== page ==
Good afternoon everyone.
Thank you Ambassador and thank you Liesje for that excellent speech and also an extra special thank you to the Dutch government for organising this event. I think it’s going to be very successful. It’s good to see you all here.
What I’d start off by saying is welcome to Tobacco Dock. This is a symbol of our trading past. It’s a modern building now, but I think if you can imagine 200 years ago what it would have looked like, full of barrels shipped from all over the world – some no doubt from the Netherlands.
Today it’s great to see it filled not with barrels but with people, and more importantly with businesses who are helping to shape our shared economic future. The future of the UK and the Netherlands are aligned. Our success relies on each other’s success.
It’s wonderful to see you all here because it’s the symbolic nature of the steady stream of Dutch firms that are making the UK their home.
In the last year Heineken and the chemicals company DSM, have injected tens of millions of pounds into their UK operations, creating hundreds of jobs…
And smaller Dutch firms, in some of the sectors represented here today, like the e-bike manufacturers Van Moof and Ebke, are investing on this side of the North Sea too.
The UK and the Netherlands exchanged almost £88 billion of goods and services in the year ending March – that makes the Netherlands our fourth largest trading partner.
And by our most recent reckoning, Dutch business make up over 10pc of this country’s foreign direct inward investment.
But, as we’re finding today, we can achieve more.
I want you to know that we want companies, like yours, pioneers in new forms of transport, AI and data analytics, to flourish in our country.
Why? First, because you will help drive the growth that will support our long-term economic security for both countries.
Second, because your ideas and expertise will maintain the UK’s place as a technological trail blazer, helping to future proof us against a changing world.
But I must emphasise, it is not a one-way street because we have something to offer as well.
In return we can offer you one of the best places in the world for an innovative business to call home.
We have four of the world’s top universities.
We have a growing, energetic talent pool…
We’ve committed through our National Infrastructure Strategy to invest in roads, railways and internet connections – making it easier for businesses both in the UK and the Netherlands to set up and thrive.
And we’ve created a pro ambition, pro business regulatory environment.
We’re also looking at how we can unlock opportunities in some of your sectors today:
For example, last year we launched our AI Strategy, which spells out how we will support the sector and harness its advances.
I’m sure my international trade team at the back of the room will be delighted to talk more about this.
They’re a great team. Over the last three years, they’ve helped Dutch businesses to invest in scores of projects in this country – creating over 8,000 jobs.
Of course, today is also a reminder of the strength of the UK-Dutch relationship.
Britain’s prosperity didn’t come about by accident.
It was built through a commitment to democracy, free markets and strong and mutually-beneficial partnerships, like the one we share with the Netherlands.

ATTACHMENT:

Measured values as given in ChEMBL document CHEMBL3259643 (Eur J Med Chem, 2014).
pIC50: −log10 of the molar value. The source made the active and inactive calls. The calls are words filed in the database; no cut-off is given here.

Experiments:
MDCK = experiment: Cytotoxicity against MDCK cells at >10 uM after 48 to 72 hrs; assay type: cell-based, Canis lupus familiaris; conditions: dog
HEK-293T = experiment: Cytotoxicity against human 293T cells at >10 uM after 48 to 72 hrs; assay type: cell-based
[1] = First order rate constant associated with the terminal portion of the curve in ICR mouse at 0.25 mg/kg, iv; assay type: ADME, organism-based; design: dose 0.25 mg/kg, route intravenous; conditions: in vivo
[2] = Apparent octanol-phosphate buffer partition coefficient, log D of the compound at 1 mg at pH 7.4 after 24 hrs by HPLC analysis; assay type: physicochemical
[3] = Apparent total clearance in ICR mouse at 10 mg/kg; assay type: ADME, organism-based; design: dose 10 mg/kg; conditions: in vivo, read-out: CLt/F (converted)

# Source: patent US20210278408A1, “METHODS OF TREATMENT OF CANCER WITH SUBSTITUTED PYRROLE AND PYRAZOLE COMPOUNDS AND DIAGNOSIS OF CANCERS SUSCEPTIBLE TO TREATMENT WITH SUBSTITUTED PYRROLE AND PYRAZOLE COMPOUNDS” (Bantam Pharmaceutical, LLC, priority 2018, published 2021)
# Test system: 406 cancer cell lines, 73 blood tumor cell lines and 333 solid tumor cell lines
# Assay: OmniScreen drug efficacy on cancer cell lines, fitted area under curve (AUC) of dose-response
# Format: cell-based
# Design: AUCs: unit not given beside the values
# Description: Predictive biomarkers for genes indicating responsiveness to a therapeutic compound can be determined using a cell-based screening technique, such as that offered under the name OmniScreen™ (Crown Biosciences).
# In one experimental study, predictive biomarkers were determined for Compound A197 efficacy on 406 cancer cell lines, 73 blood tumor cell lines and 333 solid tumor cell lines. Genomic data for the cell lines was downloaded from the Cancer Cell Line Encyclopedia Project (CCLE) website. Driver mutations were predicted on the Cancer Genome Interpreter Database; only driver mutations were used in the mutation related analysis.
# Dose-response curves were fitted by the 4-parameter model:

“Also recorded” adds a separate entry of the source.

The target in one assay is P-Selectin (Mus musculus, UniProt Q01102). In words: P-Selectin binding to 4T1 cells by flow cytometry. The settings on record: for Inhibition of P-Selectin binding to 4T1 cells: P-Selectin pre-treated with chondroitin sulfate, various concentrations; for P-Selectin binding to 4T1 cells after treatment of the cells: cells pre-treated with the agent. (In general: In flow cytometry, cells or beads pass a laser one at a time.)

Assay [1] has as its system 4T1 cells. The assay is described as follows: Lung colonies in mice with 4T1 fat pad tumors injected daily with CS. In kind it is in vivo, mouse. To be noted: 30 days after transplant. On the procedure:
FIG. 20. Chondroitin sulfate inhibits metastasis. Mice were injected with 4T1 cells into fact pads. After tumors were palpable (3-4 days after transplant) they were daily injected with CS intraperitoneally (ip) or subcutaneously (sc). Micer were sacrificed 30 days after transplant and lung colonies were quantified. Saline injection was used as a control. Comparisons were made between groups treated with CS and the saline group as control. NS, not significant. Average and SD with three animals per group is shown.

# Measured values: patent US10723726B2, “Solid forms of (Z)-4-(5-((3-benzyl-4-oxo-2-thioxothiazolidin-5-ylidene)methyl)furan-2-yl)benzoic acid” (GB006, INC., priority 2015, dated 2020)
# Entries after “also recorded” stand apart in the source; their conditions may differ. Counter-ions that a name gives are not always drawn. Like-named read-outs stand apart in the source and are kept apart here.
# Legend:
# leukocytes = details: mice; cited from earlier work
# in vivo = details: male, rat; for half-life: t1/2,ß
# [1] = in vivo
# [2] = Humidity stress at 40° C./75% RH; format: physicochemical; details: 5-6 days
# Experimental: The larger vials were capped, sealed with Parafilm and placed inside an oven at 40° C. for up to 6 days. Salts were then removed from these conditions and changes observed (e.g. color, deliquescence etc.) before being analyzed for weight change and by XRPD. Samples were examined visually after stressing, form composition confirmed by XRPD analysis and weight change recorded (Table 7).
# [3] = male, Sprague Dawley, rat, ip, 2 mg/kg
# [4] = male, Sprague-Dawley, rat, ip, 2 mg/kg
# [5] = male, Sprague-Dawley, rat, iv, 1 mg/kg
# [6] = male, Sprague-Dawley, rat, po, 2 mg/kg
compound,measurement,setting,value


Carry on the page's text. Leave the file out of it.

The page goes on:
We are both monarchies, long-standing allies, and our friendship has lasted from the era of Erasmus to the age of AI.
For many years now, British expats have been making each other’s country home.
Our universities welcome students from either side of the North Sea and our academic collaborations, like the one between the Universities of York and Maastricht, are advancing knowledge in critical areas like medical technology and data science.
The UK and the Netherlands work together to make the world a better place.
For over six decades, our Royal Navy has prepared large numbers of Royal Dutch Navy warships so they’re ready for operations around the world.
Today we’re together standing up for freedom by imposing economic sanctions on Russia following its invasion of Ukraine…and our businesses are collaborating on major clean energy projects that will help us keep the lights on.
We don’t have many differences. But like any good friends, when we come across issues, we work through them.
So, I know that there is great potential for our relationship to hit new heights.
As two old friends with a love of enterprise, innovation and independence…we have a real opportunity to create an even deeper and more productive trading partnership, that will serve us both well in future.
I’ve just been discussing our shared priorities with Liesje in our meeting earlier.
And I’m looking forward to continuing the conversation about how we can make it even easier for us to cooperate.
I’ll end by saying that this trade mission is the latest in a long list of pioneering and productive collaborations between our nations…
In the sixteenth century, the Dutch philosopher Erasmus, discussed with the English scholar Sir Thomas More, ideas that would shape our societies.
In the 19th century, Vincent van Gogh was inspired by his stay in London to paint and influenced countless artists around the world.
And your businesses, with their amazing advances, show how together we can push forward the boundaries of progress in the 21st.
Her late Majesty Queen Elizabeth once said that our nations are: Innovators, traders and internationalists.
That’s been true for five centuries. And from everything I’ve seen here today, I know it is more the case now than ever before.
So, I’ll wish you all a fantastic trade mission. And every success for the future. Thank you.